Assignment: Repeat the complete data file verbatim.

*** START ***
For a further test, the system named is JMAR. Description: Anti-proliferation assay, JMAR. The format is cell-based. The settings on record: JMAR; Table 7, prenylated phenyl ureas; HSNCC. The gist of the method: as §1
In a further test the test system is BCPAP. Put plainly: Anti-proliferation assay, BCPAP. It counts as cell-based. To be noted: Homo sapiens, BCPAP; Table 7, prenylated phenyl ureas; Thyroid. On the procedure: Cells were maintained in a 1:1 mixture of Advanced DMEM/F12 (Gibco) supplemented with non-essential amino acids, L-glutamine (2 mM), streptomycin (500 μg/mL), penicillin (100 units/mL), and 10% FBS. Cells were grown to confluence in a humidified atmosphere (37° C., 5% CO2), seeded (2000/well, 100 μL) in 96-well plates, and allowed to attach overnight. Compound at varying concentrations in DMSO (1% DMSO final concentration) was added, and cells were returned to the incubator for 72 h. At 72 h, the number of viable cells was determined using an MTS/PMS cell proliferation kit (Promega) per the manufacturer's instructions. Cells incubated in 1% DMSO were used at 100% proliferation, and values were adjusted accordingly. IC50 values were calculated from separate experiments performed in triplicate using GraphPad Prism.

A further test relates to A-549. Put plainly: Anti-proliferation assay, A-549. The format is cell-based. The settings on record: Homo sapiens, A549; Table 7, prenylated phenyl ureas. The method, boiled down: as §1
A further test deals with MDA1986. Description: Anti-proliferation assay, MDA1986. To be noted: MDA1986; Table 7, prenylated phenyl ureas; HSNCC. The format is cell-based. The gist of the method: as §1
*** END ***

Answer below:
For a further test, the system named is JMAR. Description: Anti-proliferation assay, JMAR. The format is cell-based. The settings on record: JMAR; Table 7, prenylated phenyl ureas; HSNCC. The gist of the method: as §1
In a further test the test system is BCPAP. Put plainly: Anti-proliferation assay, BCPAP. It counts as cell-based. To be noted: Homo sapiens, BCPAP; Table 7, prenylated phenyl ureas; Thyroid. On the procedure: Cells were maintained in a 1:1 mixture of Advanced DMEM/F12 (Gibco) supplemented with non-essential amino acids, L-glutamine (2 mM), streptomycin (500 μg/mL), penicillin (100 units/mL), and 10% FBS. Cells were grown to confluence in a humidified atmosphere (37° C., 5% CO2), seeded (2000/well, 100 μL) in 96-well plates, and allowed to attach overnight. Compound at varying concentrations in DMSO (1% DMSO final concentration) was added, and cells were returned to the incubator for 72 h. At 72 h, the number of viable cells was determined using an MTS/PMS cell proliferation kit (Promega) per the manufacturer's instructions. Cells incubated in 1% DMSO were used at 100% proliferation, and values were adjusted accordingly. IC50 values were calculated from separate experiments performed in triplicate using GraphPad Prism.

A further test relates to A-549. Put plainly: Anti-proliferation assay, A-549. The format is cell-based. The settings on record: Homo sapiens, A549; Table 7, prenylated phenyl ureas. The method, boiled down: as §1
A further test deals with MDA1986. Description: Anti-proliferation assay, MDA1986. To be noted: MDA1986; Table 7, prenylated phenyl ureas; HSNCC. The format is cell-based. The gist of the method: as §1